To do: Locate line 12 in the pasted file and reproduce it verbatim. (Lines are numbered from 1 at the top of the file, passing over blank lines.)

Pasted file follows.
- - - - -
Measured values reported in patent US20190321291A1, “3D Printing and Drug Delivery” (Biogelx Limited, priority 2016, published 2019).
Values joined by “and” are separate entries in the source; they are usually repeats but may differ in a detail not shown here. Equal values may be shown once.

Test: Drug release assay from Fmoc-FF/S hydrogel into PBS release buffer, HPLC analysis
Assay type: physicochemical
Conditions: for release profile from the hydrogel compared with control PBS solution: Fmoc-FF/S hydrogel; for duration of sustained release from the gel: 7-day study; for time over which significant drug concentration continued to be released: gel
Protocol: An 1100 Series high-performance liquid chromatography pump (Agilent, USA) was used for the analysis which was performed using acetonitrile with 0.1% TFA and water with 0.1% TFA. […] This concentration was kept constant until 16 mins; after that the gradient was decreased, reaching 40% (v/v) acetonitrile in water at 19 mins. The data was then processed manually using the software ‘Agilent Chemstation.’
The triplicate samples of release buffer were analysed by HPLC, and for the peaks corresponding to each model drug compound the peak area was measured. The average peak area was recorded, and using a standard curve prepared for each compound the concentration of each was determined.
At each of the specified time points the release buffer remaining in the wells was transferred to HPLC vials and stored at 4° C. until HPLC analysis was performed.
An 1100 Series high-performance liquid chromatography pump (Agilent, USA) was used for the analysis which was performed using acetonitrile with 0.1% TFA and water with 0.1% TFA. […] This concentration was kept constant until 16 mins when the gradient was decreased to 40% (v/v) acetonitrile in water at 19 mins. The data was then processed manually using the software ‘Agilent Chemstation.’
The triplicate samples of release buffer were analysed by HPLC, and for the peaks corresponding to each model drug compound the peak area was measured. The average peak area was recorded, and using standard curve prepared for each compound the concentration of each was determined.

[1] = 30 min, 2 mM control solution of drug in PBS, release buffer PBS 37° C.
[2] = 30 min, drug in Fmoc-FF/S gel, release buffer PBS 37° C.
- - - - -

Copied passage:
[2] = 30 min, drug in Fmoc-FF/S gel, release buffer PBS 37° C.